These are not in any specific order. Also, some might be available on other operating systems.
This is the best note taking app I’ve ever used. It sits in your taskbar, doesn’t annoy you and doesn’t hog your cpu cycles or memory. When you wanna jot down something, hit a global shortcut, type away, and then close. Notes are saved as you type, and it automatically links notes together if you use CamelCase words. It’s written in C#, and still pretty young, but I’ve never had a problem with it in regard to stability or compatibility.
If your distro’s repository doesn’t have a package for the latest version (0.12.0, I highly recommend downloading a newer binary and/or install from trunk/)
Official site: http://www.gnome.org/projects/tomboy/
You know those slide-down consoles in FPS games like Quake, UT, Half-Life, that you invoke by hitting tilde (~), and use to enter your leet r_picmip hacks? Tilda is a Quake style drop-down terminal that gives you the same quick access to your Linux console on any workspace. No more opening a new terminal window for every little task.
Official site: http://sourceforge.net/projects/tilda/
Tilda isn’t the only app of its kind. It’s not even the first. Check out the alternatives as well:
sjterm (“works well with Compiz”): https://gna.org/projects/stjerm/ (alt page)
Yet Another Kuake (Yakuake, for KDE): http://yakuake.uv.ro/
Visor (OS X): http://docs.blacktree.com/visor/visor
RescueTime is a little program you download (Mac, Windows, Linux) that sits in the background and checks what windows/apps have focus, and uses this data to compile statistics about your computer habits and productivity. It creates neat graphs and shows how productive you are compared to others within a certain time frame.
The commercial versions have some great team features but the free one is enough to track your own productivity. If you’re paranoid, run it through a proxy or chew some Alprazolam or Zyprexa. It’s worth it.
An app sorta like this was an idea I had but never implemented. It was one of those wake up in the middle of the night with an epiphany, scramble to find a pen and paper to jot it down before it’s gone forever idea, that you then wake up and either find silly or just toss in the idea bin never to be thought of again. The idea stemmed from wanting to create a chart of how I spend my time and compare myself week by week. My proposed implementation was a lot simpler though. I was thinking about having it only track apps that you specify.
This differs from RT which has a gigantic db of categorized apps and lets you choose categories to tag as productive or not (i.e., rhythmbox and mplayer would go under audio/video) I like RT’s implementation.
Official Site: http://rescuetime.com/
Unofficial Linux client (works great): https://launchpad.net/rescuetime-linux-uploader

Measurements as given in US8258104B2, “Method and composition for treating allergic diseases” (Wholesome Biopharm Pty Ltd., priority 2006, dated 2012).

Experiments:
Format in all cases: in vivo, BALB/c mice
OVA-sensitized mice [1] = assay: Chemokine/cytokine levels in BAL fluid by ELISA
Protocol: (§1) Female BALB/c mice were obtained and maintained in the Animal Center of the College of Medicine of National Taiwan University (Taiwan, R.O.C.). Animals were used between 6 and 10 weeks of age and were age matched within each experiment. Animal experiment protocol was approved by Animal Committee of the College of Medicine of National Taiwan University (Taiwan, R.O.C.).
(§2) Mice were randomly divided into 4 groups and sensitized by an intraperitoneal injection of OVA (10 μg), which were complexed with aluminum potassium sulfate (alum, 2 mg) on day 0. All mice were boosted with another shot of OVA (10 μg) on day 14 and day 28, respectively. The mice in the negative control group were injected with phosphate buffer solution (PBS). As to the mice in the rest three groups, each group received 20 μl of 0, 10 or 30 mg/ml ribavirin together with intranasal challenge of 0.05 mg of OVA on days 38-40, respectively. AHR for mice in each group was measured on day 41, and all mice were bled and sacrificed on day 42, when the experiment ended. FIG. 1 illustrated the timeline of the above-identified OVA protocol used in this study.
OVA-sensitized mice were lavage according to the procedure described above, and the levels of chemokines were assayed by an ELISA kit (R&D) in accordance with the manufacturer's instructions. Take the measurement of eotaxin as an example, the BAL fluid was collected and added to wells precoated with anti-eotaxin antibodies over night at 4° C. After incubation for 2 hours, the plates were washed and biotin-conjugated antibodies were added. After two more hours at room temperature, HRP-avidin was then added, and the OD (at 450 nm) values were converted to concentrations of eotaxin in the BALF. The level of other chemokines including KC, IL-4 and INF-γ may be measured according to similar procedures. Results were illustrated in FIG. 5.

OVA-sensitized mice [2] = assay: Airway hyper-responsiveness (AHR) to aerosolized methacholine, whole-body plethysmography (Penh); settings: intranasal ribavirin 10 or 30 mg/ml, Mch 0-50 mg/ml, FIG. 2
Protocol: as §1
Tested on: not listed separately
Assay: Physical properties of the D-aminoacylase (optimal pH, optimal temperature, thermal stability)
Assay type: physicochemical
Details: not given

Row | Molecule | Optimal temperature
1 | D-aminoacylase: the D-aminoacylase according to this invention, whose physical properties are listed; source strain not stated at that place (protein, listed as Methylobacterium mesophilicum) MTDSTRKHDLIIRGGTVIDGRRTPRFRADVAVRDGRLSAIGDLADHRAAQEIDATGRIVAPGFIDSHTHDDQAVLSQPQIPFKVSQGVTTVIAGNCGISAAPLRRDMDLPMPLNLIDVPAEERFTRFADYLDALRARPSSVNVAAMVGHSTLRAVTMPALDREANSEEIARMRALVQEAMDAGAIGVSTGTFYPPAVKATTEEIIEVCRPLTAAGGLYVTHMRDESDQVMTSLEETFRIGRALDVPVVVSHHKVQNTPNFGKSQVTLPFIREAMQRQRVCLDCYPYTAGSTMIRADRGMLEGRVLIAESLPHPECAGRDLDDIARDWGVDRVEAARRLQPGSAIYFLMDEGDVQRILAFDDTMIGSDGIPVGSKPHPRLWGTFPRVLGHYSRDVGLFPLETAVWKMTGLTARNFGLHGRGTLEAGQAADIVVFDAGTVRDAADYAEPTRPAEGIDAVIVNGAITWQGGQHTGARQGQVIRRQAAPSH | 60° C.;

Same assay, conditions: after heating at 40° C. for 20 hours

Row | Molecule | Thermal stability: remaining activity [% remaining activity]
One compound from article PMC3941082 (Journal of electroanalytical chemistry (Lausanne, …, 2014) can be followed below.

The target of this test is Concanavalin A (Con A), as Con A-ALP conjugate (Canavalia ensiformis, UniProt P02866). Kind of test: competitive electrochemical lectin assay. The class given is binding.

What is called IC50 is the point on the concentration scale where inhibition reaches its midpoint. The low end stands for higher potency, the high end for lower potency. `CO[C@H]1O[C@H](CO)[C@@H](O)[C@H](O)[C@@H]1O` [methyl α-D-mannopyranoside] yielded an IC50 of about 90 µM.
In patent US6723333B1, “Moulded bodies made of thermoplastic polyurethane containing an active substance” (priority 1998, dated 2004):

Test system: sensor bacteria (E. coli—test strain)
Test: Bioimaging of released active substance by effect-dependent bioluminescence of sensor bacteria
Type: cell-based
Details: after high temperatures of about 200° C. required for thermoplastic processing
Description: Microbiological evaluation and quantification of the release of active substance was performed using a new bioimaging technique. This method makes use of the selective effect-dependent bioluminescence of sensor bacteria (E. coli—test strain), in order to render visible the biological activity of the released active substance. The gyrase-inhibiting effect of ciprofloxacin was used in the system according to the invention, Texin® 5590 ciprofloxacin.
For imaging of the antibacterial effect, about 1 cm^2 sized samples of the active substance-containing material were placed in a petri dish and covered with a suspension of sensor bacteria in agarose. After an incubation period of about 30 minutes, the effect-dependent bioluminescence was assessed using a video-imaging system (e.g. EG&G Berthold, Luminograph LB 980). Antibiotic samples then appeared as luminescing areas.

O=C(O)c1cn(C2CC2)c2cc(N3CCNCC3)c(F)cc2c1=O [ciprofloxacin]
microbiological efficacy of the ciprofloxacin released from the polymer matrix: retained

Screen is something you find on everybody’s list of Top/Fav Linux apps. If you use the console a lot, especially remotely, screen is a must have.
It keeps a persistent console session open, and lets you attach and detach from it anytime you want, which is great if you get disconnected while working over a network, or when you want to continue what you’re doing at home from work or while on the road. It also has neat features like split screen, tabbed consoles, etc.
When you first run it, you might not notice anything different, but you’re actually in a screen session. Press CTRL+a, followed by ‘?‘ to see a list of shortcuts. Tilda + screen = hacks.
Note: The CTRL+a keystroke is part of many of screen’s shortcuts. Unfortunately, it’s a shortcut in Bash that I frequently use (lets you jump to the beginning of the line), so this is annoying to me. There are ways around this but I’ve just gotten used to the workaround. To jump to the beginning of the line in screen, press CTRL+a, a
Official site: http://www.gnu.org/software/screen/
You might have it installed. If not:
sudo apt-get install screen
Also check out screenie, a wrapper for screen:
sudo apt-get install screenie
Digital calendars are either too lean (lack features), or are too bloated to keep open. I don’t need the email features that come with some of them, and hate the fact that they’re written in Java.
I tried a number of apps before trying web apps, and now use Google Calendar. It’s secure, fast and you can see your life anywhere. One nice feature is being able to add to or edit the calendar from your PDA or using text messages. I was initially weary of putting my calendar online, but the benefits outweigh the cons (paranoia).
Going back to desktop apps. The only decent one I’ve tried was Rainlendar, but it’s broken on Linux and it’s closed source. Besides, I only liked it because it was simple but synced with Google Cal. At the time, the only alternative I considered was keeping a tab open with Google Calendar, which I wasn’t going to do because Firefox needs to be xkill’d every few days. Then it hit me; Mozilla Prism!
Prism is (basically) a stripped down web browser that is meant to help integrate web apps onto your desktop. prism-google-calendar is a packaged Mozilla Prism setup with Google Calendar out of the box.
It runs independent of your browser and can be treated as a webApp. And since it has its own memory space, it doesn’t go sluggish with Firefox and never needs to be restarted.
I keep it open fullscreen on my second monitor, and can glance at it anytime I feel lost in life.
sudo apt-get install prism-google-calendar